You left off maybe my favorite metal album of 1984. Don’t Break the Oath!

        Harrison’s very favorite vocalist of all time.

        Liked by 1 person

  2. Yeah Man! Powers lace is where things really heat up. The Live After Death record for this tour is still able to get the hairs on the back of my neck up. Such a great and influential metal album and so few tracks. Restraint is an underrated quality in classic rock albums

    Liked by 1 person

  3. Shoot, I saw this album at the Book Off last week Friday, but it was $18 (or $29, there were three Maiden albums and I went with the cheapest one, ‘A Matter of Life and Death’). I’m happy with my choice, but I really wanted ‘Powerslave’!

    Liked by 1 person

  4. Deke, I’m enjoying reading about the impact of Iron Maiden on your musical and school education.
    I like how this one initially derailed the homework upon its release but then it turned out the time spent listening paid off nicely on the eventual english presentation!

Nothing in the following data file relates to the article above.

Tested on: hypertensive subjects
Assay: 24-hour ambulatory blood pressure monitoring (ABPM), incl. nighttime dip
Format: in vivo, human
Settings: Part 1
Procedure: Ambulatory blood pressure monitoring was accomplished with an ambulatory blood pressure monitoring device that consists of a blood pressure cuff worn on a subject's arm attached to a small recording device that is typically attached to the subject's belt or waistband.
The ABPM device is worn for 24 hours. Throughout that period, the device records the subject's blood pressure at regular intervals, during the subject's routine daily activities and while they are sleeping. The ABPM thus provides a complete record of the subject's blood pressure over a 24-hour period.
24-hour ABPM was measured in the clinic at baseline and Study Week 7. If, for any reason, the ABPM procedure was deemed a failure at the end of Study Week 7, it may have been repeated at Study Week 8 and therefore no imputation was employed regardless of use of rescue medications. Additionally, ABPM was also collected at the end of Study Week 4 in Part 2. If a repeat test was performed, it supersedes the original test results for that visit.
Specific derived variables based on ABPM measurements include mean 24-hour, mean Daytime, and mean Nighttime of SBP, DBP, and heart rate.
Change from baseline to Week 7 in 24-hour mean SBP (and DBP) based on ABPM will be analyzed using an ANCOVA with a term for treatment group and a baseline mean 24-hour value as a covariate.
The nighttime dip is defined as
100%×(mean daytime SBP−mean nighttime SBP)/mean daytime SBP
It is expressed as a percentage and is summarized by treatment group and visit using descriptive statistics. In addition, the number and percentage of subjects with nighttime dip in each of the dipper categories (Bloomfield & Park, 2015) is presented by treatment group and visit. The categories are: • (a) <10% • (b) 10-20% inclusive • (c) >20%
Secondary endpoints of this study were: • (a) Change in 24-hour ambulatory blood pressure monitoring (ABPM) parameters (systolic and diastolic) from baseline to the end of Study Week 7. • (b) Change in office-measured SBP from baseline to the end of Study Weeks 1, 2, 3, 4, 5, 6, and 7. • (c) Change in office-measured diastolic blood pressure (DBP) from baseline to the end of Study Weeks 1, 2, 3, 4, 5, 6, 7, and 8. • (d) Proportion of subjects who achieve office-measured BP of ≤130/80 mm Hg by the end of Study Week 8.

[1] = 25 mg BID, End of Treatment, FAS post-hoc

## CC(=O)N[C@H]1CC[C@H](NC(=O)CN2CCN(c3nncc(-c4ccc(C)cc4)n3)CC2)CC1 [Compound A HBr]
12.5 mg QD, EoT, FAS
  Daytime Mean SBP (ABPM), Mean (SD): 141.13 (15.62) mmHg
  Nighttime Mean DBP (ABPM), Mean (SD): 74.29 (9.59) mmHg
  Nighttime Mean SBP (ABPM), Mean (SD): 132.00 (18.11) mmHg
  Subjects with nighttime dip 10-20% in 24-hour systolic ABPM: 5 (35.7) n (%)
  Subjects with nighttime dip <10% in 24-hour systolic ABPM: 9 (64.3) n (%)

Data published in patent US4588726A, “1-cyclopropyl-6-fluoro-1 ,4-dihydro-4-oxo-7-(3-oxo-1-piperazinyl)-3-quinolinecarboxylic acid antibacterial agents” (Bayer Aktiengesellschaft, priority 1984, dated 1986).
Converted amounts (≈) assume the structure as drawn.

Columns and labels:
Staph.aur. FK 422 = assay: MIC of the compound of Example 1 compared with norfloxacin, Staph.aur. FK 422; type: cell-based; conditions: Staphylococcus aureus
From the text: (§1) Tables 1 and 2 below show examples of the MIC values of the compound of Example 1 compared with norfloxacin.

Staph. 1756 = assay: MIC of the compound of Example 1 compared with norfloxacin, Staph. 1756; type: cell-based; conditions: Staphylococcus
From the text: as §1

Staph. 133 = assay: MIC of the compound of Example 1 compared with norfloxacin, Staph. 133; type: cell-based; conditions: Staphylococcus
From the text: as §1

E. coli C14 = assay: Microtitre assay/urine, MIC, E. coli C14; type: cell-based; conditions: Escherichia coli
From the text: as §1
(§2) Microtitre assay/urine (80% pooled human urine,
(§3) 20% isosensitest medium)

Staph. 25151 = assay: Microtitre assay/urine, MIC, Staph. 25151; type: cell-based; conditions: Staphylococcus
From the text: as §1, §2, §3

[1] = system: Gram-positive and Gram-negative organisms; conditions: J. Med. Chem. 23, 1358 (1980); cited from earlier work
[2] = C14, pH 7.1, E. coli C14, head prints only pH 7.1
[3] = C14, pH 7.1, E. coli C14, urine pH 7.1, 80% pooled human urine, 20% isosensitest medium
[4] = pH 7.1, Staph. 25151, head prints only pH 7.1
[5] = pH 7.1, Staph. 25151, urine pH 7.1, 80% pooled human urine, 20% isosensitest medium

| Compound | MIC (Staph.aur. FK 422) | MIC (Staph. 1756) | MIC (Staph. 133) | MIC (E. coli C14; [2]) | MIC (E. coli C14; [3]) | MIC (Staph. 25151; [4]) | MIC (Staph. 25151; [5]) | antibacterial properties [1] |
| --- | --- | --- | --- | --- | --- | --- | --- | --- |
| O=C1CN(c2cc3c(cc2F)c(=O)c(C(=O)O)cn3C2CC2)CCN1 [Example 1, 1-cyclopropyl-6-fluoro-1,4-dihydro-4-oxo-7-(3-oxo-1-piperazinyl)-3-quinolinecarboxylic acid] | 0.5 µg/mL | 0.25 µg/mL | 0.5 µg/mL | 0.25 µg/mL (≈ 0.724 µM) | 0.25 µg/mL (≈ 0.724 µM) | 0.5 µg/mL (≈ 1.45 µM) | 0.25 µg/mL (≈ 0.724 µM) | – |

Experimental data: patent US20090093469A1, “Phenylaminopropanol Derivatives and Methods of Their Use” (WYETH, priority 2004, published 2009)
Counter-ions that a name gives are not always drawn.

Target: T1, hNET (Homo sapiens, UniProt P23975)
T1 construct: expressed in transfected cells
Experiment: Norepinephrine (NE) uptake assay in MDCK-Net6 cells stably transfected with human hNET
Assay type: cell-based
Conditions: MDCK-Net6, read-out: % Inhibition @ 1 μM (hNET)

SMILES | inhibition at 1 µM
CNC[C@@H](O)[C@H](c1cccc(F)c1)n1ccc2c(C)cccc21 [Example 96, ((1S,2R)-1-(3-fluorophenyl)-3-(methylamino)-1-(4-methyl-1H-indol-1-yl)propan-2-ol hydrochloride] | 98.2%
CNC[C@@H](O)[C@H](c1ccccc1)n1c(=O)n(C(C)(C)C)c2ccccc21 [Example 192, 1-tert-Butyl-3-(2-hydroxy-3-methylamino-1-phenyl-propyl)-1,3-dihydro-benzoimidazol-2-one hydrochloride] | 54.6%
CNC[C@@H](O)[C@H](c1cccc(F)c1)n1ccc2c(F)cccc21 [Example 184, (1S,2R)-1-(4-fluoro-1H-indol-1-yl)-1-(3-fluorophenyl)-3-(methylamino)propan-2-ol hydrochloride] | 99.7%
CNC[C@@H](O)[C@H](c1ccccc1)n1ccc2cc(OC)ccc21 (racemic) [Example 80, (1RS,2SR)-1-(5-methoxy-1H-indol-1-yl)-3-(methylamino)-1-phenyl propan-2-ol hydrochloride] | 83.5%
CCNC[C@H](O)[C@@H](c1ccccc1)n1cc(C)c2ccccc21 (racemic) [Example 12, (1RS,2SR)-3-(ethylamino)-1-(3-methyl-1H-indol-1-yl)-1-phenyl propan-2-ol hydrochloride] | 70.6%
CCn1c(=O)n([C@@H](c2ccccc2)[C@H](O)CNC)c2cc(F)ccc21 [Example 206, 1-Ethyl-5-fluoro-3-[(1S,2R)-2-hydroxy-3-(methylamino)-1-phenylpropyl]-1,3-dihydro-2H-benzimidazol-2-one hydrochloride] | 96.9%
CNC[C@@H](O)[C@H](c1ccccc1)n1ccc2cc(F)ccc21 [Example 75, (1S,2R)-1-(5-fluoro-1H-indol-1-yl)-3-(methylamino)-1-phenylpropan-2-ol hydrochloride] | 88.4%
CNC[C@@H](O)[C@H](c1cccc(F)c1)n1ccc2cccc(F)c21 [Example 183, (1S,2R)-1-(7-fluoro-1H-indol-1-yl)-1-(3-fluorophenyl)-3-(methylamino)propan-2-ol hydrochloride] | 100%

Liked by 1 person

      1. Anytime, Deke – I remember trying to include my favourite music in presentations whenever possible. If you’re interested in the topic you’re presenting, you’re going to do a lot better than if it felt like just another school project!

        Liked by 1 person

  5. One of the things that got me into Iron Maiden was the cover art. At the time, this was undisputably their best cover. Funny enough Sam the Record Man always had Powerslave on blowout yet I never got vinyl. I got cassette instead.

    But anyway the cover art. Somewhere on there it says “Indiana Jones Was Here” and I was like, OK. My old world connected with my new world. It made it just easier to get out of childhood and into the teen years of heavy metal because there were already bridges between them.

    But I had a cassette and like many EMI cassettes in the 80s, it sounded horrific. Not until 1995 did I finally get to hear Powerslave properly once again. I knew i loved it, I just couldn’t stand playing that tape.

    Liked by 1 person